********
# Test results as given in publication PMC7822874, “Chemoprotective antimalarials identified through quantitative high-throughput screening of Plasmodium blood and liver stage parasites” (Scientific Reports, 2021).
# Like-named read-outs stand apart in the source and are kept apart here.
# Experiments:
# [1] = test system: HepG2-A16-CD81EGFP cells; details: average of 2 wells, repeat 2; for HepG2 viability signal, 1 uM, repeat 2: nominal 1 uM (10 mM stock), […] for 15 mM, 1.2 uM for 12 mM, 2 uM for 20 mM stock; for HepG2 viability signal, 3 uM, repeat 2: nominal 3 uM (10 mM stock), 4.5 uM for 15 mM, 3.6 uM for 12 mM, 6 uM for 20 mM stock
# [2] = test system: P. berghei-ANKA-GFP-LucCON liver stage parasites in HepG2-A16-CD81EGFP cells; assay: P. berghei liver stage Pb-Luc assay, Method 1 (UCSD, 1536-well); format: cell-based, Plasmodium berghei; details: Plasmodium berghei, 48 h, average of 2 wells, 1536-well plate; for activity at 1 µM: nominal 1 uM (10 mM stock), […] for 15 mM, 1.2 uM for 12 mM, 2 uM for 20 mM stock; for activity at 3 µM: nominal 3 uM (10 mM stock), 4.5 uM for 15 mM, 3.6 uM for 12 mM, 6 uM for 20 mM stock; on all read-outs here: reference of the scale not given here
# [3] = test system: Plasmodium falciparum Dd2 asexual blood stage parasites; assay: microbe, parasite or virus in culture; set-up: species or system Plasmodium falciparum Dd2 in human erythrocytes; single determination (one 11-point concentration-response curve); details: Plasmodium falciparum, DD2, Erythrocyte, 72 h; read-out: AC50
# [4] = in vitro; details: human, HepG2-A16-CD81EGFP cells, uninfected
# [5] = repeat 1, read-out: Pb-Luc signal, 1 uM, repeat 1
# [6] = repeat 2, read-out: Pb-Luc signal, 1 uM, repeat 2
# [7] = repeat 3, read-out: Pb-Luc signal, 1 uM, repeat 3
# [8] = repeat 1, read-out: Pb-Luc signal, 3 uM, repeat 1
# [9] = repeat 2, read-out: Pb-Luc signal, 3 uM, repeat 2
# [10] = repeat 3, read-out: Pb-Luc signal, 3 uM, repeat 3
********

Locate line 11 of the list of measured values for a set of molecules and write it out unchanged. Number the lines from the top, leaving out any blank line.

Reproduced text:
# [8] = repeat 1, read-out: Pb-Luc signal, 3 uM, repeat 1